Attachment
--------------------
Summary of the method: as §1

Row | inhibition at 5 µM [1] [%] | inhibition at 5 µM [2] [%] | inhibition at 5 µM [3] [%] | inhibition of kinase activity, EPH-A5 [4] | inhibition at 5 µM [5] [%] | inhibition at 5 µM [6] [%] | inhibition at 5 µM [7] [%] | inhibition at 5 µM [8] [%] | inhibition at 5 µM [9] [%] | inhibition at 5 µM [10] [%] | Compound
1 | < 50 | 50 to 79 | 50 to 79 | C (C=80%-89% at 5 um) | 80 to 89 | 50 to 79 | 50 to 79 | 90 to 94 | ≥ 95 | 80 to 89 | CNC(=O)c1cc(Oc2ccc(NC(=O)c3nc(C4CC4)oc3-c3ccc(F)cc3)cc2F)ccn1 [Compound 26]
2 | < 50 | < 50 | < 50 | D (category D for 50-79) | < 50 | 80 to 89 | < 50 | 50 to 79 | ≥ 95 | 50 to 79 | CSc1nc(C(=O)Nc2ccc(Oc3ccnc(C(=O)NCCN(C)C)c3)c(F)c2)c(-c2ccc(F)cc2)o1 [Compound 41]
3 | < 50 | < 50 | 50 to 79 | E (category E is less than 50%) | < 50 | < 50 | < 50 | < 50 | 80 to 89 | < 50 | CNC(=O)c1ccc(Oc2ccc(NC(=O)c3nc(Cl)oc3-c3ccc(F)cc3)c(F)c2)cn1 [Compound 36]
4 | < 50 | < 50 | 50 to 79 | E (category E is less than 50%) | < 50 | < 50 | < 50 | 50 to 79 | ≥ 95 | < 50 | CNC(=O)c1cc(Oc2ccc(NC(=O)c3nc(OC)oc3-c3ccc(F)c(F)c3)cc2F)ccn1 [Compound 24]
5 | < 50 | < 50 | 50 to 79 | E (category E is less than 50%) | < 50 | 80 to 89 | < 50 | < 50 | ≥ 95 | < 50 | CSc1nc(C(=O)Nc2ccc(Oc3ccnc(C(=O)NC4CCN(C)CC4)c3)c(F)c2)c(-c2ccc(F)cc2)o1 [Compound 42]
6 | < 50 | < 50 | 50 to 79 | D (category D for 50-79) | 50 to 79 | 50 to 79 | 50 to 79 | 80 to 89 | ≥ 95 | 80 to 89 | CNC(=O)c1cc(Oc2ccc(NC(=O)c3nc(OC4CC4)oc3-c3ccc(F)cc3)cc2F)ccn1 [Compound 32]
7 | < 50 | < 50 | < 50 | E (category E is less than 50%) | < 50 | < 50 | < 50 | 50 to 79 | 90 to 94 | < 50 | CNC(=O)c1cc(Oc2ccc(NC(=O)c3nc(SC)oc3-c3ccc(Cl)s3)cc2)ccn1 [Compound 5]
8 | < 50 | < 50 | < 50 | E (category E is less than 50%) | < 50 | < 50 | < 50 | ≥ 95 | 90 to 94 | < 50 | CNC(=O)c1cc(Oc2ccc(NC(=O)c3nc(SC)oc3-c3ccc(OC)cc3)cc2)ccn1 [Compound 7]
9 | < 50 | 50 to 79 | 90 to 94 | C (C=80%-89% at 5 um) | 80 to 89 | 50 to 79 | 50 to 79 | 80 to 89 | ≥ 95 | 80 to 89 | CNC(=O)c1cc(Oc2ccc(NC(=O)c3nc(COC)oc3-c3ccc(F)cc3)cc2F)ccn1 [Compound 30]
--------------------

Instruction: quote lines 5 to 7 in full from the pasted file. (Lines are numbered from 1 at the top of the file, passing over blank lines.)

3 | < 50 | < 50 | 50 to 79 | E (category E is less than 50%) | < 50 | < 50 | < 50 | < 50 | 80 to 89 | < 50 | CNC(=O)c1ccc(Oc2ccc(NC(=O)c3nc(Cl)oc3-c3ccc(F)cc3)c(F)c2)cn1 [Compound 36]
4 | < 50 | < 50 | 50 to 79 | E (category E is less than 50%) | < 50 | < 50 | < 50 | 50 to 79 | ≥ 95 | < 50 | CNC(=O)c1cc(Oc2ccc(NC(=O)c3nc(OC)oc3-c3ccc(F)c(F)c3)cc2F)ccn1 [Compound 24]
5 | < 50 | < 50 | 50 to 79 | E (category E is less than 50%) | < 50 | 80 to 89 | < 50 | < 50 | ≥ 95 | < 50 | CSc1nc(C(=O)Nc2ccc(Oc3ccnc(C(=O)NC4CCN(C)CC4)c3)c(F)c2)c(-c2ccc(F)cc2)o1 [Compound 42]